Formula for the dough in my most recent pics:
100% All Trumps Flour
0.6% Active Dry Yeast
*The hydration figure is a bit of an estimate because I added scraps from a batch of dough with a slightly different hydration figure. I also added a few ounces of excess dough from a very soft NY style dough. 44% is probably a good estimate, though.
OK, so here's the details:
1. I removed the previous batch's scraps from the refrigerator about 24 hours before mixing the dough.
2. This dough was about 50% fresh dough, 50% scraps. That's considerably more scraps than I had been using, and it is definitely better this way.
3. I started mixing about 30 oz of dough using the formula above. Right away I added about 15 oz of scraps from previous batch of dough. Throughout the remainder of the 5-minute mix time I added small chunks of the remaining 15 oz of scrap dough.
4. After mixing, I placed the dough into a 9x9 square cake pan and pressed it with my fists in an attempt to make the dough take the shape of the pan.
5. I covered the dough loosely with plastic wrap and set a timer for 30 minutes.
6. After a 30-minute "bulk-ferment," I pressed the dough again to make it better take the shape of the pan, then I removed the dough from the pan. This short "bulk-ferment" is a crucial procedure because, as I said in a recent post, Tommy's dough is heavily fermented (due to the scraps) but essentially unleavened. If I could get the dough to take the shape of the pan without the short bulk-ferment, I would omit the bulk-ferment.
7. I removed the dough from the cake pan and divided it into 8 cubes of about 7 oz apiece. I bagged 6 of the dough cubes and immediately put them in the refrigerator.
8. I immediately rolled the two remaining dough cubes. I rolled each dough cube to at least 12" x 12", then folded into four laminates with a liberal dusting of bench flour between each laminate.
9. Without adding any bench flour between the two pieces of dough, I rolled them together into one dough "pre-skin."
10. When the pre-skin was large enough to accommodate my seasoned, perforated 10" pan, I placed the pan atop the pre-skin and cut out a 10" dough skin with a pizza wheel.
11. I set the scraps aside and weighed the skin. It was probably about 10.5 oz, which is a lot more than I needed.
12. I put the skin back on my work surface and rolled it so it was a little bigger than 10", then used the pan again as a template to trim. (I usually have to do this a couple times to get the proper dough weight, which seems to be about 9.25 oz (TF=0.1178).
13. I do not dock the dough, as this dough should not be docked.
14. After I trimmed the dough to the proper weight, I rolled the skin a little more to make it nearly an inch bigger than the pan (because it always shrinks in the fridge).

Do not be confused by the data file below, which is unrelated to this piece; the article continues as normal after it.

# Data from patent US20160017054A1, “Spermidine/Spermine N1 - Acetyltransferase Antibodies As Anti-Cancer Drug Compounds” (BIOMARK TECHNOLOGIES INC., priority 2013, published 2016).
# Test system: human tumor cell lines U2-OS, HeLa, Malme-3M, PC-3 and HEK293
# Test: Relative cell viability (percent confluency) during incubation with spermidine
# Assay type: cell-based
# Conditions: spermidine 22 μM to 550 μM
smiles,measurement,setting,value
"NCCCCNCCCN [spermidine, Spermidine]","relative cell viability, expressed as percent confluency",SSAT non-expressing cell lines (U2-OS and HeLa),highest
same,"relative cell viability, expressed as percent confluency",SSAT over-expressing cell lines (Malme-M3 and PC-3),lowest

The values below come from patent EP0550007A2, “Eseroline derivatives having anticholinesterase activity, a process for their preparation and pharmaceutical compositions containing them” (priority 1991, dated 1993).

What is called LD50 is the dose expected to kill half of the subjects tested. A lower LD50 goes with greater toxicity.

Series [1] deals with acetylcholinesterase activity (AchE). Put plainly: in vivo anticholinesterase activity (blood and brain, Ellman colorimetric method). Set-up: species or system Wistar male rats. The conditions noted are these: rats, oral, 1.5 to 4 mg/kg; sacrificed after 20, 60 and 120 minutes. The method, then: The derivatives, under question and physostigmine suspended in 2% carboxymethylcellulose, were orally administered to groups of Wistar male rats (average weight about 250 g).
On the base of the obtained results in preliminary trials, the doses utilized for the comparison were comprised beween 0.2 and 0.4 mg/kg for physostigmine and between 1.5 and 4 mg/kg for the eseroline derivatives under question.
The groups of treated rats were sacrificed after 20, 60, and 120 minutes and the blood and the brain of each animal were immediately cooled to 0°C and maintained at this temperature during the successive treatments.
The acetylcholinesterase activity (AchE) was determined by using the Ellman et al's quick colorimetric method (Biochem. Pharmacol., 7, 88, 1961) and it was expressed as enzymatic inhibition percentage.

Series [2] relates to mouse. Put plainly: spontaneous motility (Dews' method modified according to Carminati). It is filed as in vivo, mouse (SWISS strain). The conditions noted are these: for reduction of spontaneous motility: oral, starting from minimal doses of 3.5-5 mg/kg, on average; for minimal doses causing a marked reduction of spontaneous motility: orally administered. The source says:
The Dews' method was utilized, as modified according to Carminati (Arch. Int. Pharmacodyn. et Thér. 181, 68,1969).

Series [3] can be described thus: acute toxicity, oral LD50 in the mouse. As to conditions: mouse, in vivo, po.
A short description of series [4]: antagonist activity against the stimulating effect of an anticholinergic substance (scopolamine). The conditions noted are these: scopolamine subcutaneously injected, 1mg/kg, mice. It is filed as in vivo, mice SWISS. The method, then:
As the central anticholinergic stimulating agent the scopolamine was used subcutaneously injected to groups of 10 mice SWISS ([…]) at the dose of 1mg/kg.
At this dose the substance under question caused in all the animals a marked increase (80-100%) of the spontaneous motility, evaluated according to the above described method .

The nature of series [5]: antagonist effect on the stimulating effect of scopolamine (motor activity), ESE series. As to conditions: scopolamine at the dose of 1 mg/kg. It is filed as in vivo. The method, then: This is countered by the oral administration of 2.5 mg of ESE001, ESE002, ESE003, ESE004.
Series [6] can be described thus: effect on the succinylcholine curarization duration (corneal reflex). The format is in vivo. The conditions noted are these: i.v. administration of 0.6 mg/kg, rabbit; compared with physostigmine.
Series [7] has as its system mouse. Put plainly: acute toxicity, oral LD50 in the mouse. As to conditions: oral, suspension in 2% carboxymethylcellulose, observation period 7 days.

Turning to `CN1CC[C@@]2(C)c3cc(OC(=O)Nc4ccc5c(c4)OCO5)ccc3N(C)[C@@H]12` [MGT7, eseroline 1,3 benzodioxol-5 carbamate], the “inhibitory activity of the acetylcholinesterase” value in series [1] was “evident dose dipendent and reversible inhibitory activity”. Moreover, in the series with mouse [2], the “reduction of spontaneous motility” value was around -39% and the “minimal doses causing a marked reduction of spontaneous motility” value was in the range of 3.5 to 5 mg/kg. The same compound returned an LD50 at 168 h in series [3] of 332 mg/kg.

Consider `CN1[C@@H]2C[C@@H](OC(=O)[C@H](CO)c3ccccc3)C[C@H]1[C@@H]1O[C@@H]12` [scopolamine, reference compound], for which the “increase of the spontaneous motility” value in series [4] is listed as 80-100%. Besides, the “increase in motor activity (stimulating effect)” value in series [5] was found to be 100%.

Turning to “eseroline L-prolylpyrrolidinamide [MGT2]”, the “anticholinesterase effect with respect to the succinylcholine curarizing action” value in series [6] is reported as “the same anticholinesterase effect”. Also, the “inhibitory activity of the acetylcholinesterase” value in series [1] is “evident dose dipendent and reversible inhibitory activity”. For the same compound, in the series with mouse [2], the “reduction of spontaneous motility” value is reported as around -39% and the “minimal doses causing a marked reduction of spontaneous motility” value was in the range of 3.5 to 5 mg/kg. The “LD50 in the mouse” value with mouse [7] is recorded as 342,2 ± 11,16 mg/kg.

15. I put the skin on the pan and placed them both in the fridge, uncovered. I also bagged the scraps and put them in the fridge.
16. I left the dough in the fridge for a few hours.
17. After preheating the oven at 500 for at least half an hour, I removed the skin from the fridge.
18. I sauced and cheesed the skin, using about 2.5 oz of sauce and 5.25 oz of cheese. (I also added pepperoni to the pepperoni pizza at this point. Duh.)
19. I placed the pan on a stone on the bottom rack of the oven. (I have to put a piece of aluminum foil on the top rack to preven excess top heat, but that's only because my oven sucks. You probably won't have to do that.)
20. I tend to bake for 11 or 12 minutes on the pan, then finish directly on the stone for about a minute and a half or two minutes. (Keep a bubble popper handy; you'll probably need it. DO NOT DOCK THE DOUGH!!!)
12 oz can of tomato paste
1 can of water (12 oz)
2 tsp dry basil
Changes I plan to make, or other important things I should let you know:
1. I've been decreasing the sugar figure with each batch. It's down to 0.25% with my latest batch, and that is still too high. So there is a good chance I'll end up cutting sugar out entirely.
2. Hydration should probably be about 42%. However...
3. ...With my next batch, I'll probably omit oil, just to see how that works out. If I do that, I'll probably also bump the hydration up to 44% or 45%.
4. I'm pretty sure Tommy's uses AT LEAST as much scrap dough as fresh dough in each new batch of dough. Now that I'm using about 50% scrap dough, I'm finally starting to get the heavily fermented flavor that is so present in Tommy's pizza, yet I'm not ending up with a crust that seems overfermented.
How was that? Any questions?